Cayman remains offshore deal leader

| 21/05/2015 | 2 Comments

(CNS Business): While the number of offshore deals took a plunge in the first quarter when compared to the previous quarter for the Cayman Islands, reports show the significant spike in the average deal size is what keeps the islands on the map as the busiest jurisdiction for offshore transaction at the start of 2015. The latest edition of Offshore-i, an Appleby report, revealed insight on corporate transaction activity in the major offshore financial centres and showed the deal size of mergers, acquisitions and initial public offering reached the highest on record for the islands. When compared to last quarter findings show the total deal value of US$68.3 billion remained level, due in part to three mega-deals each worth in excess of US$5 billion.

The Offshore-i reported stated that, like most offshore jurisdictions, Cayman was down in the deal volume, however the jurisdiction experienced a 160 percent jump in deal value, recording cumulative spending of US$17.4 billion in the first three months of this year.

The report findings show the high deal value was fueled in part by three deals worth an excess of US$ 1 billion, including the acquisition of Cayman-incorporated communication equipment manufacturer, Highlight Holding, by Bermuda-based Highlight China for US$4.7 billion.

Cayman saw 132 transactions in total, representing 25 percent of all deals. As for the islands competitors, the British Virgin Islands followed behind with 85 deals, Bermuda with 84 and Hong Kong, where 80 deals were recorded.

“Cayman was again a major contributor to overall offshore deal activity in the first three months of this year, accounting for a quarter of all transactions and 20 of the 34 IPOs recorded,” said Simon Raftopoulos, Cayman-based partner and member of the firm’s cooperate finance and insurance teams.

While the majority of the report focuses on international acquirers buying offshore assets, Offshore-i also examined outbound deals in which an offshore jurisdiction acted as an acquirer, and with US$31.2 billion the Cayman Islands recorded the most spending overseas transactions. This contributed to a quarter in which offshore jurisdictions spent a total of US$84.7 billion, an increase of 32 percent over Q4 of 2014.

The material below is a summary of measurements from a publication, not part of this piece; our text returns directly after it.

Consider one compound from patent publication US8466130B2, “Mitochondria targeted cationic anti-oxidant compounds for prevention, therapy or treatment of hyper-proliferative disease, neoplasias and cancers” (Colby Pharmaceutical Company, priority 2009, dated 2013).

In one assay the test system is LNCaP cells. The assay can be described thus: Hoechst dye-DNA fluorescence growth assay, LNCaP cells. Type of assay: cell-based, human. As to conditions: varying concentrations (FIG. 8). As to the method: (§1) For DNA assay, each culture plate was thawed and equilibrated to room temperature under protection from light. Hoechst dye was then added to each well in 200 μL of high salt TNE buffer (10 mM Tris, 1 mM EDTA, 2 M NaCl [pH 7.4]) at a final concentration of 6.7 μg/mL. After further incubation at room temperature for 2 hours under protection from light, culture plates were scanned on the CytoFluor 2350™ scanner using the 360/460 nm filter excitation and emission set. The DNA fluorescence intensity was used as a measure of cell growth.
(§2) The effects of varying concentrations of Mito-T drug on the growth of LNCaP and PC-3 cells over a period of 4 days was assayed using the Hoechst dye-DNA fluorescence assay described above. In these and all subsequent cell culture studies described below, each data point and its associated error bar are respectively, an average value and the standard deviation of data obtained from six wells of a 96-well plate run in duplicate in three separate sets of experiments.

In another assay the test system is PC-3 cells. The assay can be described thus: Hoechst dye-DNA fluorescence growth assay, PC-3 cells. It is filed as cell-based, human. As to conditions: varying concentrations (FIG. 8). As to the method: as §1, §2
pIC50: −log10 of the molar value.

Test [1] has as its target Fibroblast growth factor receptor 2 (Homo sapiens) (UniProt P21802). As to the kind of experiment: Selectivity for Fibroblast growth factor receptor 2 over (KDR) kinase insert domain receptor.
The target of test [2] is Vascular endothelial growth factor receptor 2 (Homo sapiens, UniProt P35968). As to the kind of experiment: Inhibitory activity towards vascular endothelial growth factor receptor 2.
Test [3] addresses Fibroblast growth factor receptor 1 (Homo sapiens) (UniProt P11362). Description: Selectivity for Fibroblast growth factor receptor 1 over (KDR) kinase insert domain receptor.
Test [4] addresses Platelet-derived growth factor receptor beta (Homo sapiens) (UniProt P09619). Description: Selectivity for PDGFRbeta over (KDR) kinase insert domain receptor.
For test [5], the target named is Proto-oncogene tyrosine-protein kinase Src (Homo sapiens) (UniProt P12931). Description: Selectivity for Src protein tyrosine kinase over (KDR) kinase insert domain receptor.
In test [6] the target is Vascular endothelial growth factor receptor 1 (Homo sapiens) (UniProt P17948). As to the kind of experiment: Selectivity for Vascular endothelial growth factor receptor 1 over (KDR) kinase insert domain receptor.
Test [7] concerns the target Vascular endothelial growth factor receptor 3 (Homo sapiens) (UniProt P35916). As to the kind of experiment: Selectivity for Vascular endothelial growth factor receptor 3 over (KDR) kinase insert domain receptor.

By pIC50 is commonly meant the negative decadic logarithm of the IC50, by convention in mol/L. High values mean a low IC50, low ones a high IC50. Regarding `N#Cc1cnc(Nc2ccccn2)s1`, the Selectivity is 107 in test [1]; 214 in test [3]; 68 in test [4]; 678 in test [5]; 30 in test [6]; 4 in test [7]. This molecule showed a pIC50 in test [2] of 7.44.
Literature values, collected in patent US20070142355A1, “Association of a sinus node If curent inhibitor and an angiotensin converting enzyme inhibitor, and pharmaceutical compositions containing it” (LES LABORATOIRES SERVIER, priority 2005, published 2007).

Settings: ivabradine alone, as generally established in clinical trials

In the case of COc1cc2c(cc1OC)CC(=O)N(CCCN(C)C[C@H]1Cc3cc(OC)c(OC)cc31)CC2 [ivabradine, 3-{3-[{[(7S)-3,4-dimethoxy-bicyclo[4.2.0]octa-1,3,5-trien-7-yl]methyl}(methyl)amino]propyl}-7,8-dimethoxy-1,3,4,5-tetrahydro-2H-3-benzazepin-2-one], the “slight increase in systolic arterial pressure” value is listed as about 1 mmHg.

Altogether, there were 537 first quarter deals in 2015, which represents a 24 percent decrease from the number of deals in the previous quarter.

“At more than USD68bn for the first quarter of the year, cumulative deal value remains at the same high level as the preceding quarter, despite there being more than 150 fewer transactions,” Cameron Adderley, Partner and Global Head of Corporate said. “The result, clearly, is a bumper average deal size, which has been topped in only two quarters over in the past decade.”

The quarter’s average deal size of US127 million, was made possible by 14 deals that were worth more than a billion dollars each, including three US$ 5 billion-plus deals and an additional two deals worth more than US$4 billion each. The Offshore-i reported stated since 2004, there has been only one quarter that included three $5 billion deals.

Report findings also revealed that low interest rates and cash on balance sheets have helped drive major deals, while merger and acquisitions (M&A) has proved to be a quick way to add revenue at a time when exciting market are mature or subdued, and opportunities for growth appear limited.

The Appleby report also said there was also evidence “that the rise of the mega-deal is a global phenomenon that may be driven by more targeted M&A decision-making post-crisis, with acquirers willing to make sizeable investments but only after scrupulous analysis of targets.”

The report concluded that the offshore region remains ranked sixth in the world by deal volume for Q1 2015, and stays in fourth for value activity. By average deal size in the region rose to second worldwide, behind only North America, as a result of the run of mega-deals using offshore jurisdictions.

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Category: Finance, Financial Services

Comments (2)

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  1. For the established financial industry and businesses, Cayman will remain Number 1 for quite some time. For smaller businesses, regional offshore centers will play a bigger role in the future as their infrastructures have caught up to the ones of traditional offshore centers.

  2. Anonymous says:

    Great place to vacation. The absolute worst place to invest; unless you don’t mind being defrauded (every so often).

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